The True Story of How Richmond's Manchester Wall was Rediscovered
This is part two of a series on the Manchester Wall. If you like to start things from the beginning, check out Part One.
After spotting the wall for the first time from across the river, our adventurers knew nothing would stop them from climbing it.
Getting to the wall that first time wasn’t easy. The group started out on the north side of the river. Today the T. Tyler Potterfield Memorial bridge, back then was just an old disused levy. They crossed the river by walking atop this levy— shimmying along while holding onto the hazardous steel railings. This got them ⅔ of the way across. To get to the wall, they had to walk atop a log jam formed by periods when the river was higher and piled on debris. Upon reaching actual ground again, they bushwhacked their way to the wall. They could walk up a hill to the top of the wall where there happened to be a large I-beam that provided anchor for a top-rope. After all that, Manchester Wall climbing was officially born.
They soon established the first bolted route on the wall, “The Proctologist.” It's named for the many small round holes present on the blocks along the route (the holes were created for the large tongs that were used to lift the heavy blocks when the wall was constructed). These holes really test finger strength, since they’re often the best (only) available holds at certain sections of the route. After establishing this first bolted route, the small, tight-knit, Richmond climbing community kept returning to the wall, often dodging railroad guards who would threaten to arrest them for trespassing. They cleared more ivy and brush to make getting there easier, and put up more routes.
They soon figured out a better way of getting there, by driving to the south side of the river and parking by an old warehouse (where the Suntrust Bank buildings are today). There was still some bushwhacking needed, and they had to cross some railroads to get to the wall, but this was a much better way of getting there. Climbing continued at the wall until dropping significantly in the mid-80s. The threats of arrest from the railroad police at the time were a huge dissuasion.
In the early 90s, things picked up again. The Richmond region now had about 20 to 25 climbers, and more and more routes were being put up on the wall. About half of them were secured from the ground up, or “traditionally”, as Jamie puts it. Jamie and his fellow climbing buddies who discovered the wall became the unofficial stewards at the time. Nothing was done without their input first. Soon, many more routes were forged along the wall, and the pillars jutting out of the river. Climbers established routes as far as the tenth pillar, right in the middle of the James. These further pillars are only accessible when the river is quite low.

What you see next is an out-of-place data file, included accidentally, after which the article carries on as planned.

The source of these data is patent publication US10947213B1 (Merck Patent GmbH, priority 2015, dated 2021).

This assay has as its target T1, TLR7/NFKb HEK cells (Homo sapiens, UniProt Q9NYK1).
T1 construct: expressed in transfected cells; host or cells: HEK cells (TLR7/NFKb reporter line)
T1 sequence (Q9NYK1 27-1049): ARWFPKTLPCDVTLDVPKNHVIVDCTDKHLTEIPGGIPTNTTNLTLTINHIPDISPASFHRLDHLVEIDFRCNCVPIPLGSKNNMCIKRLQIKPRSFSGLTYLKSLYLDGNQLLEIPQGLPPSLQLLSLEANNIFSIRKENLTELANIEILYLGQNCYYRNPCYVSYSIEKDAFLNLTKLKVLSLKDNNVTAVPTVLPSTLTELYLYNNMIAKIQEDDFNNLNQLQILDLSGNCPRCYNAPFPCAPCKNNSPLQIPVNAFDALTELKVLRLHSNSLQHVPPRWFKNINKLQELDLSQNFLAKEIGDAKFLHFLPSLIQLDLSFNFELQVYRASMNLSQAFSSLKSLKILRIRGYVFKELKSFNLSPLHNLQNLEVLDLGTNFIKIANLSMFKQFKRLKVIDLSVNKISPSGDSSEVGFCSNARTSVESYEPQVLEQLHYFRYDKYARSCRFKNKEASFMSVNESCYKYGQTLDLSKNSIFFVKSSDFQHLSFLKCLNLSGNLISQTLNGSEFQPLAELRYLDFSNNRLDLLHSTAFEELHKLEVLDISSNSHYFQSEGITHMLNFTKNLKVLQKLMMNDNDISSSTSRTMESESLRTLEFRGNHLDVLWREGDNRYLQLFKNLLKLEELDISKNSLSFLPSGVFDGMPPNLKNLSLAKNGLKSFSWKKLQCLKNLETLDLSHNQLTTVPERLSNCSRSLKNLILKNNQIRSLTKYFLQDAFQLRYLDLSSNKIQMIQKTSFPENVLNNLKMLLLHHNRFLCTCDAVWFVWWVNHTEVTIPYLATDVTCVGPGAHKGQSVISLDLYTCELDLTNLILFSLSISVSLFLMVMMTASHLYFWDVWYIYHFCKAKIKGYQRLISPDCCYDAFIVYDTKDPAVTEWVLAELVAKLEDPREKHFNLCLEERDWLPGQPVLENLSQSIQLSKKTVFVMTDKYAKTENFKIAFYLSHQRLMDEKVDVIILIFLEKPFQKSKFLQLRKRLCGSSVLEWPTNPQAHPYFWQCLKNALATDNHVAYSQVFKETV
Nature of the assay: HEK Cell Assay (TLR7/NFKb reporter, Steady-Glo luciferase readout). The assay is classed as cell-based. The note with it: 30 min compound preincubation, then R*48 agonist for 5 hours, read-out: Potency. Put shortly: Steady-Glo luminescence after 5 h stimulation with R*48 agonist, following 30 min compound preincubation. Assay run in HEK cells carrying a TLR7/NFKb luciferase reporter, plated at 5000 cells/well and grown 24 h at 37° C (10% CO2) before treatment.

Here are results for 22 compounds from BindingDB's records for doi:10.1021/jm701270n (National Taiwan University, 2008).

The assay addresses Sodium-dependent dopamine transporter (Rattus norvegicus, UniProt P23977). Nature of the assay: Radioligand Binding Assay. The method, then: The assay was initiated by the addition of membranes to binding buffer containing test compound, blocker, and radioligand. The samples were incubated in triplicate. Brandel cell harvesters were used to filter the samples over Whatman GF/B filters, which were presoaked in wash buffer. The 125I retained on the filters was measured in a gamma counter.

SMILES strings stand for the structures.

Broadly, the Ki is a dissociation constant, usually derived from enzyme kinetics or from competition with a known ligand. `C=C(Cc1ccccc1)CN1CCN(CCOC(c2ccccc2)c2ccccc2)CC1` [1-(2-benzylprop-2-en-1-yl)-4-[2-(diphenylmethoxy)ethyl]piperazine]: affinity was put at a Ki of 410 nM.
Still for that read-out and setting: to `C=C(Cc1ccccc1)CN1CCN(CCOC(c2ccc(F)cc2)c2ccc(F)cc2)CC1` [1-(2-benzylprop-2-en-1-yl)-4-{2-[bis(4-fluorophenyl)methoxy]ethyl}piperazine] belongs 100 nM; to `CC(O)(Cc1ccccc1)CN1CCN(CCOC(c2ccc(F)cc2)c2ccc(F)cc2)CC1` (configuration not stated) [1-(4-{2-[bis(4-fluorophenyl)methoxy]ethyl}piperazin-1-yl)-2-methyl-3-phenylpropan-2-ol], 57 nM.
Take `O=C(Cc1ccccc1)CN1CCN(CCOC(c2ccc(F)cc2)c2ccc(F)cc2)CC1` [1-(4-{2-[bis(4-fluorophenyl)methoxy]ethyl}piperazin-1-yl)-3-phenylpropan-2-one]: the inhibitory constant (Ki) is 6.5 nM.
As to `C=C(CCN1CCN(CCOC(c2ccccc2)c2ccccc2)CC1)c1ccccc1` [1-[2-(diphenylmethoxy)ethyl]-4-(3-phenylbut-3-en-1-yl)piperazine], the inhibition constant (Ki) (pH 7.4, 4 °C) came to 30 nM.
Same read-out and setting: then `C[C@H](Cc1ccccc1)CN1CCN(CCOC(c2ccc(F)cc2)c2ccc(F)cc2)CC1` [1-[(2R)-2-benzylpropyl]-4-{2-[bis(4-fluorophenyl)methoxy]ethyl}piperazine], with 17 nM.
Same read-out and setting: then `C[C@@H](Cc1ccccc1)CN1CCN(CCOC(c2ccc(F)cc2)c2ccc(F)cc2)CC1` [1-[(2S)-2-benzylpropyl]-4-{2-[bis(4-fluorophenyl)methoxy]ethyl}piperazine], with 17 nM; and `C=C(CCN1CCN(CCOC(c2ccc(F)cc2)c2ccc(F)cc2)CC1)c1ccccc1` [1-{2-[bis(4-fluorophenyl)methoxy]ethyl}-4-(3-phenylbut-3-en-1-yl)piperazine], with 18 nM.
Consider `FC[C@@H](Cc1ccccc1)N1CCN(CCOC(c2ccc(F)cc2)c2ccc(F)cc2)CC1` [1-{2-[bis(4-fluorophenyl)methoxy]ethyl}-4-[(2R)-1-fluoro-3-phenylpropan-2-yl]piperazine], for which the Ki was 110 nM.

As time went on, and as Richmond’s climbing community grew, the wall transformed. It is now clearly visible from across the river, no longer covered in ivy as it used to be. The James River Park System took over maintenance of the wall and its surrounding area. Climbers no longer need to dodge police and railroad guards, in fact, the city welcomes them. Eventually stairs, paths and the overlook were constructed and several key pedestrian paths join nearby. In 2016 the T. Tyler Potterfield Memorial Bridge was constructed directly over that old levy, allowing spectators to easily watch wall climbers as part of their leisurely strolls through Richmond.
Recently, the original bolts were replaced as a part of a grant from the American Alpine Club. The new bolts weren’t put in the same locations as the original ones, so the routes have altered a little. The value the wall brings to new and experienced climbers alike is unmistakable. Richmond, and climbers from all over, remain thankful to Jamie McGrath, Les Newman, and Rick Atkinson for their adventurous spirit that brought us this gem.
For more information about the James River Parks System and its gorgeous resources, check out their website.